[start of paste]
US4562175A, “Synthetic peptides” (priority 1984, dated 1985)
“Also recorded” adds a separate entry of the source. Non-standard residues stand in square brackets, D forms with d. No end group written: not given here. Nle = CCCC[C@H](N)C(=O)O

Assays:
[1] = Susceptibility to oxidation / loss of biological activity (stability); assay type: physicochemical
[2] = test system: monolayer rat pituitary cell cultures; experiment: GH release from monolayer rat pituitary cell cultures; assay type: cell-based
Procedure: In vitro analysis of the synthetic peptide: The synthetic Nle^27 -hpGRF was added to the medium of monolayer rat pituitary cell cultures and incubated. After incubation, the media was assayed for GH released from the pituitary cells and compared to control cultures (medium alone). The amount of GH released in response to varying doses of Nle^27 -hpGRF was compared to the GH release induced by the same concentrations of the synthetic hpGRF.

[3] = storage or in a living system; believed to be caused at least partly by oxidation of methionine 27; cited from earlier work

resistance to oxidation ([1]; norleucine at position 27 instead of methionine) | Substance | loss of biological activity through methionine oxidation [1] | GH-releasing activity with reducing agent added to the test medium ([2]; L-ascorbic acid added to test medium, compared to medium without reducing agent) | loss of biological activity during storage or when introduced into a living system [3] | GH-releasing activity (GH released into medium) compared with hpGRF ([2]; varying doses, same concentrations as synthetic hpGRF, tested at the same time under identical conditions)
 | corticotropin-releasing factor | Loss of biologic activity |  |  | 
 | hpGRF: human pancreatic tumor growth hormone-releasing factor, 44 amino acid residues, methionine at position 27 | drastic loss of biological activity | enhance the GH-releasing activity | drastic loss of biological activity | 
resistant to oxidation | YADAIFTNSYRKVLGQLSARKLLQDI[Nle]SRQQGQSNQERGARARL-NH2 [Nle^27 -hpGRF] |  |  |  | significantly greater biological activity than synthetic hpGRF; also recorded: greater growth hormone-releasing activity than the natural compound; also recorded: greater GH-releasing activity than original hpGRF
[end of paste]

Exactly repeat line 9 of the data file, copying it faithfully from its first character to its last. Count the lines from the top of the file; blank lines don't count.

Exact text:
 | corticotropin-releasing factor | Loss of biologic activity |  |  | 